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[Photo by Michael Zelnzer]

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[Photo: PeterBKaars.com.]

It was a very strong finale to this year’s summit, and it was interesting to compare and contrast the book ends of the Jill Burton trio with Pitta of the Mind from the opening. It was probably among the best years overall since I started attending this event in 2008; and I look forward to what comes next year.

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Wordless Wednesday: Luna in Black and White

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Luna lounging, black and white photo

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Outsound New Music Summit: Deconstruction Orchestra and Rakin-Parker/Pearce Duo

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We continue our reports from the Outsound New Music Summit with the concert on Friday, August 1. This evening featured two very contrasting sets, both in composition and volume.

The first set featured the duo of Teddy Rakin-Parker and Daniel Pearce. They performed new works by composer Renee Baker that were commissioned for the Outsound Summit.

Rakin-Parker/Pearce Duo

Baker’s compositions “use a wide range of graphics and cued micro-improvisations as a means to denote the various developmental stages of our planet’s evolution.” Musically, the result was a mixture of subtle sounds, often low in volume, with occasional bursts of energy and percussive elements. The latter worked particularly well for this duo, with the cello becoming a percussion instrument alongside the drums.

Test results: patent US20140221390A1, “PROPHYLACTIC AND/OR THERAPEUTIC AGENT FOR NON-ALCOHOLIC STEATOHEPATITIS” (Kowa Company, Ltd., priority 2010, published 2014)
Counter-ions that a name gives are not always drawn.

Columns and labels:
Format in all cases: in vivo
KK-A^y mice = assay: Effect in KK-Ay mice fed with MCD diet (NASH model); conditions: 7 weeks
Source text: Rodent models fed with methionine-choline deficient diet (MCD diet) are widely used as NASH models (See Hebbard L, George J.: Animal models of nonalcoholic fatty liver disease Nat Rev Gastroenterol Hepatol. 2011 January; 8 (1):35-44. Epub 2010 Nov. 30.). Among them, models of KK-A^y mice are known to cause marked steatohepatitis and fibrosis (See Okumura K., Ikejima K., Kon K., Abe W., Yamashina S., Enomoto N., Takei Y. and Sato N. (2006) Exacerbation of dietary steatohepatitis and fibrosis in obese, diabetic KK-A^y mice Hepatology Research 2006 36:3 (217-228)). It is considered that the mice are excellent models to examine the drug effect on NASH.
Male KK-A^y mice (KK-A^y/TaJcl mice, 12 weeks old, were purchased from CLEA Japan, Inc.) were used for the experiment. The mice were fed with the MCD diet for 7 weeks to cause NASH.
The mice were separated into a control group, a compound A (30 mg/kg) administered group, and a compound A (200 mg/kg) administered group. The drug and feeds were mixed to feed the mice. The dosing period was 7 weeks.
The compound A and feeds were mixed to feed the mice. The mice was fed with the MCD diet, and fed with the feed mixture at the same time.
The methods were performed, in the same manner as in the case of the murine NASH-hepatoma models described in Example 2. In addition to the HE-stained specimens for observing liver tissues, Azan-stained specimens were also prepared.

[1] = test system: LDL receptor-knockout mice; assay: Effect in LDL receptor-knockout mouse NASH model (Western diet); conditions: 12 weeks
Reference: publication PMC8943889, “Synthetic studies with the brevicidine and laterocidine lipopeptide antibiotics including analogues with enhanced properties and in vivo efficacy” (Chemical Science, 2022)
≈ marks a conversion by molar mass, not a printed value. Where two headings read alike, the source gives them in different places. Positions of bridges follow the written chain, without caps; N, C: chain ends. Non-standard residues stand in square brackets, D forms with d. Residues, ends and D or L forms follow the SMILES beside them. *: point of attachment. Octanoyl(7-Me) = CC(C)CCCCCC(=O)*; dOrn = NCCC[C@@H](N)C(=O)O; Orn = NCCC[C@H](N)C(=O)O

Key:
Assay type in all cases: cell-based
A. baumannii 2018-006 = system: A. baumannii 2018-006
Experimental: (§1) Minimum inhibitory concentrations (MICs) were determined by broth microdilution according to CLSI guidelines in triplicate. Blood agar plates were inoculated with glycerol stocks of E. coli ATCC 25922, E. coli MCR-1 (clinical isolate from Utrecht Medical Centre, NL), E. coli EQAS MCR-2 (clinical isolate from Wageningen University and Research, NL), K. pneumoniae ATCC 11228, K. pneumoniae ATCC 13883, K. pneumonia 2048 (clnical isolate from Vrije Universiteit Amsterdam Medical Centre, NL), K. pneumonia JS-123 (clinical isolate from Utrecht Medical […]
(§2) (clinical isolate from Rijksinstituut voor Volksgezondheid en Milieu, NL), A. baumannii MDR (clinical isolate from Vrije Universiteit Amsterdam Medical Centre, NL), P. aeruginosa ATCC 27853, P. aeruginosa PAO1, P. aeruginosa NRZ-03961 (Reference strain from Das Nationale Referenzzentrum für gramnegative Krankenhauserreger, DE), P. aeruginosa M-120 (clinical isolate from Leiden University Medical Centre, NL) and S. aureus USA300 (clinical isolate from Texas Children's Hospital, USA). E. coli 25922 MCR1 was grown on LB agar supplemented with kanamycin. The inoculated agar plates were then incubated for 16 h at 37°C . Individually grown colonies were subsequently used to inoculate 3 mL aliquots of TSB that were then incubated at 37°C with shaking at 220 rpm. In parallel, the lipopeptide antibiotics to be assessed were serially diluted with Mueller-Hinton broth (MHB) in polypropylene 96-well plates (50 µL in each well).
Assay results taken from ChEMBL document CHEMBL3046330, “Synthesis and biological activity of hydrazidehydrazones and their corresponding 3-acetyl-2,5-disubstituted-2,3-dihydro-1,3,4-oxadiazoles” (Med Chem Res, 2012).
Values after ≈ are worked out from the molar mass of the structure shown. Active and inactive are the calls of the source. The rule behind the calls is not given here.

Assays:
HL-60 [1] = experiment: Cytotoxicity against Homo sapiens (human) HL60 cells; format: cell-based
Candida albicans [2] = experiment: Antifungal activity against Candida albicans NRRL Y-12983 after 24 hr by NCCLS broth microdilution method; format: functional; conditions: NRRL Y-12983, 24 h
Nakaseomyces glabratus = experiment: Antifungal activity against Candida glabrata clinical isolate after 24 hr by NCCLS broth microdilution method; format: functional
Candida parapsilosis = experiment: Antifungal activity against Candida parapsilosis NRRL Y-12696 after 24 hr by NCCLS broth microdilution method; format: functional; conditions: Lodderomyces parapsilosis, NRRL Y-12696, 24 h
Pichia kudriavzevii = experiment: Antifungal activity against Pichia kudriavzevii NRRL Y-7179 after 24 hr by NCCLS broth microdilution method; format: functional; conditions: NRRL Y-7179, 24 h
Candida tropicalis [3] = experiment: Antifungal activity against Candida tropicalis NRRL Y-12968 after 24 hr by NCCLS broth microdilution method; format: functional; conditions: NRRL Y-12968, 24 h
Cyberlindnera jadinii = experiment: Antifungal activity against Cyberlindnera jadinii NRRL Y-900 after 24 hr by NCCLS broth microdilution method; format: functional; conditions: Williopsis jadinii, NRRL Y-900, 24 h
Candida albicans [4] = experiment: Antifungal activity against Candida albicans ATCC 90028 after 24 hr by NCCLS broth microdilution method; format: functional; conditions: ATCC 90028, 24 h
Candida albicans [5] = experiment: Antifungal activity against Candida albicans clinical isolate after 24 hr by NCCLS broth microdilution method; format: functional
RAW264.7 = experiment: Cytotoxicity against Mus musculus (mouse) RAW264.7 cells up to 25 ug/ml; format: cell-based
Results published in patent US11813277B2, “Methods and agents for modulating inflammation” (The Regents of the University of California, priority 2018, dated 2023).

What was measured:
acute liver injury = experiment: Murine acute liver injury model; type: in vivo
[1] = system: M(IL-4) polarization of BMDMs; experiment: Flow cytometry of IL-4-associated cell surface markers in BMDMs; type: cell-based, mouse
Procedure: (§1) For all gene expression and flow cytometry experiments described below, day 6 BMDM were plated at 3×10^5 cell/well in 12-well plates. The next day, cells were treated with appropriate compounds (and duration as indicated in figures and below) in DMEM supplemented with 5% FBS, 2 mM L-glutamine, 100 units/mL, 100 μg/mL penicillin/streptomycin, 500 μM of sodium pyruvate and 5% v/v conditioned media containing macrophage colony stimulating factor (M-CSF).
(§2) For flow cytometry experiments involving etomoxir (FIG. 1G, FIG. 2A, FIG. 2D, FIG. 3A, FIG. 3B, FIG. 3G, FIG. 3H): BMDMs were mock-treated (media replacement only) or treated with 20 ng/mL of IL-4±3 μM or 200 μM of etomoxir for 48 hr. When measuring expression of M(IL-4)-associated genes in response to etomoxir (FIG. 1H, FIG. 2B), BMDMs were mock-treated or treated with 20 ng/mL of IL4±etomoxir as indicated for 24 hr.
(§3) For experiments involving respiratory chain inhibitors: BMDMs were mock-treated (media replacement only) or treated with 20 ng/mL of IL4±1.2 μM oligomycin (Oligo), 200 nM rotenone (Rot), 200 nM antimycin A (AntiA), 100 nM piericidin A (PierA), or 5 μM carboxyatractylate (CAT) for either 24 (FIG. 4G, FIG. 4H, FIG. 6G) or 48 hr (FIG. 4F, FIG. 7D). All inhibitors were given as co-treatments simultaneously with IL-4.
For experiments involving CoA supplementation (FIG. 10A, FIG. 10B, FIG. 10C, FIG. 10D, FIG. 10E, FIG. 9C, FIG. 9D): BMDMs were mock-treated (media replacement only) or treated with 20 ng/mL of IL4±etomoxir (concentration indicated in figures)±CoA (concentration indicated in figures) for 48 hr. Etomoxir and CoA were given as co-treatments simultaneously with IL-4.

If the initial set was subtle and focused on details, the second set was the complete opposite. Joshua Allen’s Deconstruction Orchestra was a loud event with no fewer than 22 instrumentalists on stage.

Joshua Allen's Deconstruction Orchestra

The ensemble performed The Structure of Sound and Space, an original deconstructivist-inspired suite of cell structure game compositions. Allen conducted the group through gestures and a series of instructions on sheets of paper. The piece and the ensemble were described in advance as being “cathartic”. That characteristic was hard to discern, but they certainly were loud. It seemed that most of the ensemble was playing at the same time, creating a very thick, intense and sometimes chaotic texture; though there were points where subgroups performed and there were several solos by ensemble members. It was certainly a spectacle that had to be experienced live.

The full ensemble featured Aaron Bennett, Sam Flores, Vinny Golia, John Ingle, Matt Ingalls, Josh Marshall, Dave Slusser, Rent Romus, Cory Wright, Peter Bonos, CJ Borosque, Matt Gaspari, Ron Heglin, Jeff Hobbs, George Moore, Matt Streich, John Finkbeiner, Henry Kaiser, Lisa Mezzacappa, Timothy Orr, and William Winant.

Overall, this was a somewhat shorter program than the other nights, but it packed quite a punch.

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CatSynth pic: Band instrument infographic

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This image was circulating on CatSynth with only the male musicians on the left-hand side. With the help of my friend Kitty Ookpik, a great electronic musician in her own right, we added the last line to reflect the fact that synth chicks with cats rule ;)

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CatSynth video: Stonewall Catson (Ensoniq SQ-80)

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Submitted by Carl Peczynski via our Facebook page.

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Wordless Wednesday: Desert Shadow (CA 58)

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Amanda Chaudhary Desert Shadow - CA Highway 58